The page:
What about the “Gray Areas” of Morality?

Biblical Authority Devotional: Morality and Ethics, Part 2

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Erik Lutz, AiG–U.S., explains that we need to examine our hearts as we consider ethical issues.

The heart is deceitful above all things, and desperately wicked; who can know it? I, the Lord, search the heart, I test the mind, even to give every man according to his ways, according to the fruit of his doings. (Jeremiah 17:9–10)

Today’s big question: what about the “gray areas” of morality?

One of the first topics to come up in a discussion of biblical morality is the idea of spiritual “gray areas,” such as clothing, music, and movies. God’s Word does not give much direct teaching about many of these issues as they relate to our modern culture. However, we can—and must—discern principles from Scripture in order to govern every decision we make.

Most people would agree there are many clear “black and white” teachings in Scripture. For example: don’t steal, don’t murder, and don’t commit adultery. In one sense, these commands are simple: murder is always wrong; therefore, don’t murder. However, the Ten Commandments and other biblical instructions don’t just stop at the outward, physical actions like murder, theft, or adultery. As Jesus showed us, these commands reach all the way down to the heart attitudes that motivate these wrong actions:

You have heard that it was said to those of old, “You shall not murder; and whoever murders will be liable to judgment.” But I say to you that everyone who is angry with his brother will be liable to judgment; whoever insults his brother will be liable to the council; and whoever says, “You fool!” will be liable to the hell of fire. (Matthew 5:21–22, ESV)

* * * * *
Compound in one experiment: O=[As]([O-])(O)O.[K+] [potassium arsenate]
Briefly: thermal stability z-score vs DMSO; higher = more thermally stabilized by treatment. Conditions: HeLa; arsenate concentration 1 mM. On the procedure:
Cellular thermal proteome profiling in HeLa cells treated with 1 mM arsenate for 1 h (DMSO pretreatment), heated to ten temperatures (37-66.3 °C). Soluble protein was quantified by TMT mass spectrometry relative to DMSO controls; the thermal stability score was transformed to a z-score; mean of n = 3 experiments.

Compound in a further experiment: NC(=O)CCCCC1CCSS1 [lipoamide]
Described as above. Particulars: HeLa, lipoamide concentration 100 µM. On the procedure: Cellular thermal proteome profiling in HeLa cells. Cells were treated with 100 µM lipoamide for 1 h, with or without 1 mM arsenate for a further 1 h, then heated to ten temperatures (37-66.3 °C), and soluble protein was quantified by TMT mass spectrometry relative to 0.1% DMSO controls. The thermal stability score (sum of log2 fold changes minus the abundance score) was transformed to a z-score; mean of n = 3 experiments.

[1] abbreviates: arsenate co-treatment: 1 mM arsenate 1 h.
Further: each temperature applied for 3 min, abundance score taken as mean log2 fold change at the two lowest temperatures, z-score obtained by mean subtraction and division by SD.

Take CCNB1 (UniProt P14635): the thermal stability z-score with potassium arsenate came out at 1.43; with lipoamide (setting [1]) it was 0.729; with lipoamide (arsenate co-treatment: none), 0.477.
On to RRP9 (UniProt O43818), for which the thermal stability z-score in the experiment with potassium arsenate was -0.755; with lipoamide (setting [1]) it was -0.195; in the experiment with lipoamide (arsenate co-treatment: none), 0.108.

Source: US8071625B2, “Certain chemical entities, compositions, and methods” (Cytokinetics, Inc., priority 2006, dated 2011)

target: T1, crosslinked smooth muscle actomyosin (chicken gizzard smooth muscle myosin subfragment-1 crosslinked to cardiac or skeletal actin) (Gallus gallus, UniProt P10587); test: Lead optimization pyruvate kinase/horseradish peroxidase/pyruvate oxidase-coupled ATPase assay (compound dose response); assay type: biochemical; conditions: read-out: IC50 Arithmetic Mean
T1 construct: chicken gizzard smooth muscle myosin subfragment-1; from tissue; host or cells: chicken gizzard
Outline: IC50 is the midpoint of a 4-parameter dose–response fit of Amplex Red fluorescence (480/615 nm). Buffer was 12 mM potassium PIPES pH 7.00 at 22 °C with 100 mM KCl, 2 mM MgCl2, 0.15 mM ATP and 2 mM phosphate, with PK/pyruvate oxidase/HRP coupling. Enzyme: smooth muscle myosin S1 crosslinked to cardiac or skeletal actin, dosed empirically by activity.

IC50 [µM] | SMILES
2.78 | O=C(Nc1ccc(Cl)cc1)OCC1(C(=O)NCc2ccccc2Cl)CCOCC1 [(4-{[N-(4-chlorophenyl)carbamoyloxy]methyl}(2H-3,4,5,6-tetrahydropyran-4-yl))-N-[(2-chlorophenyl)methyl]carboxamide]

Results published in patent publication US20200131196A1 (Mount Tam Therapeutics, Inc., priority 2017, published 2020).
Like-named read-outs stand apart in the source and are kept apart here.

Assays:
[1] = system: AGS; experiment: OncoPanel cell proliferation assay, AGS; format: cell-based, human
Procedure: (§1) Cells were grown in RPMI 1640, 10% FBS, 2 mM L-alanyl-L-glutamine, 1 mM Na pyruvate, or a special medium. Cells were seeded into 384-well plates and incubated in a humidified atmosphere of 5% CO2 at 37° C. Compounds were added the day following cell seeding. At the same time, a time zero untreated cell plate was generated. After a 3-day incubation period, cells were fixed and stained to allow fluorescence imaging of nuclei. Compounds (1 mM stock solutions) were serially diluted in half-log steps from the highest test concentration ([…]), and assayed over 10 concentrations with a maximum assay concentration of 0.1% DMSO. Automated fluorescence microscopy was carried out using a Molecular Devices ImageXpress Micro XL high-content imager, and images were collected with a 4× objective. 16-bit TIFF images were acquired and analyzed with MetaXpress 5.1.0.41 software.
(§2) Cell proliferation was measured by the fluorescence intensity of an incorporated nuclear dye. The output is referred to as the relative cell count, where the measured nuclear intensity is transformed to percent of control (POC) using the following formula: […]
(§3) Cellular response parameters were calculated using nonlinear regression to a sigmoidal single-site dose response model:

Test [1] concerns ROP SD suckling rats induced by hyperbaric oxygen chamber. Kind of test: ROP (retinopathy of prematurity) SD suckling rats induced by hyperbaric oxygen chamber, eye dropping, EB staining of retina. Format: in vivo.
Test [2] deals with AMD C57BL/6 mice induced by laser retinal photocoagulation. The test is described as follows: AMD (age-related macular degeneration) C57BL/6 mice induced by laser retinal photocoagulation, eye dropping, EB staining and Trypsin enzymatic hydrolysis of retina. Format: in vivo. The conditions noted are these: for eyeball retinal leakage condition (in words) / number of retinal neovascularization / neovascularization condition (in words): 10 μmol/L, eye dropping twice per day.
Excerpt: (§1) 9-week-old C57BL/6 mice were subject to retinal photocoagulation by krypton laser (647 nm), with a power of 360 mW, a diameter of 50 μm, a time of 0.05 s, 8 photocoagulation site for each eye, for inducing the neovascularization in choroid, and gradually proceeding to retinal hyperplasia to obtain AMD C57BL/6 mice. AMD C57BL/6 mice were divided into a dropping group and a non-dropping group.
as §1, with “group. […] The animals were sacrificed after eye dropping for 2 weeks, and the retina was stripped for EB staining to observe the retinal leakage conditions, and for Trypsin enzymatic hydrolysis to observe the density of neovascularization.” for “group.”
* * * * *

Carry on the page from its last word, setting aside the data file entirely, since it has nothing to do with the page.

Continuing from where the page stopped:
Jesus was not giving new commands; He simply pointed out what was true all along. To God, having unrighteous anger is comparable to murder, as both sins share the same heart attitude. We see in today’s passage that our own hearts often deceive us, but God knows and rightly judges every heart. We need to be careful about classifying any moral issues as “black and white” or “gray” since everything we do should be for the glory of God—even the most basic of daily tasks like eating and drinking (1 Corinthians 10:31).  

When faced with a moral dilemma that isn’t directly addressed in Scripture, we need to consider what Jesus would have us do in light of His Word. This is not just a religious sentiment; it is taken directly from Scripture, which states, “Let this mind be in you which was also in Christ Jesus” (Philippians 2:5). Having the mind of Christ is a critical part of living a godly life. As Paul wrote in Colossians 3:17, can you honestly say you “do all in the name of the Lord Jesus”?

Today’s big idea: live by the heart of the command, not just the letter of the law.

What to pray: ask the Lord to reveal any areas where you are trusting your deceitful heart over the truth of His Word.

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